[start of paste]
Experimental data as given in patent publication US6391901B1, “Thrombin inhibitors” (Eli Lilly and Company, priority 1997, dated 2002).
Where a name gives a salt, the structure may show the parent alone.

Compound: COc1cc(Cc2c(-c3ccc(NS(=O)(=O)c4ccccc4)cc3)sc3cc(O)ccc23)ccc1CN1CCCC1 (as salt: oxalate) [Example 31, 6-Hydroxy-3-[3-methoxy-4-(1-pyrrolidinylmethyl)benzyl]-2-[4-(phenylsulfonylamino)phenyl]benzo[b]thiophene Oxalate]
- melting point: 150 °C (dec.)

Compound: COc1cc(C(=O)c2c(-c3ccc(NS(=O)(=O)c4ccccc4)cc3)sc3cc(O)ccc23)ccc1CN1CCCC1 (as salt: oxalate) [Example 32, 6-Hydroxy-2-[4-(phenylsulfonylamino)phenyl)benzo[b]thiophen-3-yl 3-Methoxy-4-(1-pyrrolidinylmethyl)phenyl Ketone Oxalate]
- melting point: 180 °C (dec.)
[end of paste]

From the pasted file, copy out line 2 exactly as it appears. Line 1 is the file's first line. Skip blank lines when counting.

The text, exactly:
Where a name gives a salt, the structure may show the parent alone.